Justice, a reversal of the normal burden of proof that says defendants
are innocent until proven guilty.
For their part, al-Marri's attorneys objected to this (PDF), saying
"Rapp has no personal knowledge of any asserted facts" and that their
client has the right to call witnesses on his behalf. (Rapp's
declaration said only that the information in it was "derived from
specific intelligence sources" that are "highly classified.")
In a normal criminal proceeding, al-Marri's lawyers would have had a
good argument. There's not much difference between computer hacking and
computer security research, after all, and plenty of graduate students
in computer science are intellectually curious about these topics.
What's more, the names of Web sites al-Marri allegedly had bookmarked
weren't even divulged in the declaration, nor did his attorneys have a
chance to review the laptop for themselves.
In the end, Floyd sided with the Bush administration. He ruled that
al-Marri "has received notice of the factual basis supporting his
detention and has been afforded a meaningful opportunity to rebut that
evidence," and he denied the writ of habeas corpus.
Excerpt from Judge Floyd's opinion: Hamdi, then, clearly permits the
introduction of the Rapp declaration by respondent at this initial stage
of the enemy combatant proceeding...Having determined that Hamdi
authorizes the consideration of hearsay evidence at the initial stage of
this enemy combatant proceeding, the court need go no further. Whether
the Rapp declaration would be admissible during the later phases of such
a proceeding is not a question before the court today.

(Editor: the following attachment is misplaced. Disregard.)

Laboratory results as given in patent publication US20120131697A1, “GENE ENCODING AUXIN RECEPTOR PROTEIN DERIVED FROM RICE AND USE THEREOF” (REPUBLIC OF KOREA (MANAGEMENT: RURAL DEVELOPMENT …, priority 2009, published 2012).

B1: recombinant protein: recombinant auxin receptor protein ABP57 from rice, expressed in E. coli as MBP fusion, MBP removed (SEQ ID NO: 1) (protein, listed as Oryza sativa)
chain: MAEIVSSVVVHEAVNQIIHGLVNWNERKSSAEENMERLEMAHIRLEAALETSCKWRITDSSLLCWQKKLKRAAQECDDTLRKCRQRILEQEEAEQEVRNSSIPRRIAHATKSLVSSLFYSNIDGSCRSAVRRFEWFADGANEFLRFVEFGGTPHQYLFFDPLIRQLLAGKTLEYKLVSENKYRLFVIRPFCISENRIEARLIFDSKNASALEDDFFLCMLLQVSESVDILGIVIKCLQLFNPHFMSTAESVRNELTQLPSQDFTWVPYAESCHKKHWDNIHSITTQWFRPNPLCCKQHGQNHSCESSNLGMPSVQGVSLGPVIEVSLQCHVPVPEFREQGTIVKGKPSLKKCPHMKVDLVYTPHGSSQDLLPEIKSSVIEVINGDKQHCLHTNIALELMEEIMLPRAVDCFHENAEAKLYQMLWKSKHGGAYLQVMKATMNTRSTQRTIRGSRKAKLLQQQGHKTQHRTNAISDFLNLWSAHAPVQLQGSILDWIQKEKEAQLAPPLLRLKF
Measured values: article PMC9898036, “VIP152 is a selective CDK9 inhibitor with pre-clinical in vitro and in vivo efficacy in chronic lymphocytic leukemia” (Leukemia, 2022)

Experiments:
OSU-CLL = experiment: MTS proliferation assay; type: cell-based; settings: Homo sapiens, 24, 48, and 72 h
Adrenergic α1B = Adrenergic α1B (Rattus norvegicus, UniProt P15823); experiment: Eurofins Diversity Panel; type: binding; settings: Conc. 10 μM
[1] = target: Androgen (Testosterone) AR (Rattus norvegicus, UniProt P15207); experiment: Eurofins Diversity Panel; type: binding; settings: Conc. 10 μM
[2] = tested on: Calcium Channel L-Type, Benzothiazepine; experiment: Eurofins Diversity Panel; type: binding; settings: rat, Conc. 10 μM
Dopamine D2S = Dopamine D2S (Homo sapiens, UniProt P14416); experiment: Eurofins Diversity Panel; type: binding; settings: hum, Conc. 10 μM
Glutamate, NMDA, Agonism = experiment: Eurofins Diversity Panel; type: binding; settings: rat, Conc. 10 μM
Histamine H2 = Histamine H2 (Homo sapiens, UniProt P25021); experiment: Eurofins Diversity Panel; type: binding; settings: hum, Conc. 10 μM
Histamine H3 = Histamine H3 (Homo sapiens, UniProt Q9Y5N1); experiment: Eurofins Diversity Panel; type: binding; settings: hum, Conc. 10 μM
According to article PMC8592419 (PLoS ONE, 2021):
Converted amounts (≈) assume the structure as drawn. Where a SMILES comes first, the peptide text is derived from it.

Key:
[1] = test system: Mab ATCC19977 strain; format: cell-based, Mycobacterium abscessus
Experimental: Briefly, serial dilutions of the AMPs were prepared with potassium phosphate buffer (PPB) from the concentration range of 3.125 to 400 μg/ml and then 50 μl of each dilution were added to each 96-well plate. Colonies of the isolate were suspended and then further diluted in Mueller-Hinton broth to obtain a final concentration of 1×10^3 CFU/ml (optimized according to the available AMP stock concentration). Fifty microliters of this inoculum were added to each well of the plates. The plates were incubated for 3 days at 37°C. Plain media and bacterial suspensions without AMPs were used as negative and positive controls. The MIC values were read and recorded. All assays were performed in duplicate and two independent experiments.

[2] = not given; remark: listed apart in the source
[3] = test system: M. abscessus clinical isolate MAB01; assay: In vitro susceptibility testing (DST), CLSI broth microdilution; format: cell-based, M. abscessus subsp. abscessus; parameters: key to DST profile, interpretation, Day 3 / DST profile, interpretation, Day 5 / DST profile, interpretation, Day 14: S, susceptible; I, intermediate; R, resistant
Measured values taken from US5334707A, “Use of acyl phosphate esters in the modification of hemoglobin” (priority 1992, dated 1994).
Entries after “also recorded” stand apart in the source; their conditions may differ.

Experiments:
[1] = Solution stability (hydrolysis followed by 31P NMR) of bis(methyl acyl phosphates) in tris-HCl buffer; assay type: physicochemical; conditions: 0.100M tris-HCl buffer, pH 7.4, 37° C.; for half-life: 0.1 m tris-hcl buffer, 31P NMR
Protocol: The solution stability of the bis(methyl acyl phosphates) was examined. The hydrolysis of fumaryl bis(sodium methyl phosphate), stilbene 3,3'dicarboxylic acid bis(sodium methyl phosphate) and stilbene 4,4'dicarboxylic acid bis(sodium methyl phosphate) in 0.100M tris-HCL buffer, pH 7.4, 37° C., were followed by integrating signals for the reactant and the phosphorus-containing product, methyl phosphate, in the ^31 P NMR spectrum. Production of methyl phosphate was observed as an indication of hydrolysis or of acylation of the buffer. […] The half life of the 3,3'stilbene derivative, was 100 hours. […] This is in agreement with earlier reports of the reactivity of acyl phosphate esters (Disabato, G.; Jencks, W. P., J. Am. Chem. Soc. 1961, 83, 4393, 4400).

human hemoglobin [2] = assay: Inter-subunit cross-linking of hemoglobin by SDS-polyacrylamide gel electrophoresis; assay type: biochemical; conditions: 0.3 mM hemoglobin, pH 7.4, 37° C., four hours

Hamdi provides that once the government has offered evidence in support
of its continued detention of an alleged enemy combatant, the detainee
must be permitted "to present his own factual case to rebut the
government's return." In so doing, the detainee must present "more
persuasive evidence" to overcome the facts offered by the government.
As summarized by the magistrate judge, the petitioner asserts: A. He is
a civilian who came to the United States lawfully to pursue a graduate
degree at Bradley University. B. He denies he came to the United States
as an al-Qaida "sleeper agent" or he was otherwise a member of, or
affiliated with, al-Qaida. C. He generally denies the allegations
contained in the Rapp declaration as well as his designation as an
"enemy combatant." D. He denies he entered the United States to commit
"hostile or warlike acts," including acts of terrorism, or he is
otherwise a member of, or affiliated with, al-Qaida.
Despite being given numerous opportunities to come forward with evidence
supporting this general denial, petitioner has refused to do so.
Instead, he stated, "petitioner respectfully declines at this time the
Court's invitation to assume the burden of proving his own innocence, a
burden that is unconstitutional, unlawful, and un-American."
As the magistrate judge noted, this stance by petitioner ignores his
responsibility to prosecute this habeas action...Petitioner also
neglects his burden of persuasion on this habeas petition. Most
importantly--and most critically for petitioner--petitioner's refusal to
participate at this stage renders the government's assertions
uncontested. This leaves the court with "nothing specific...to dispute
even the simplest of assertions (by the government), which (petitioner)
could easily" refute, were they inaccurate. This puts petitioner in an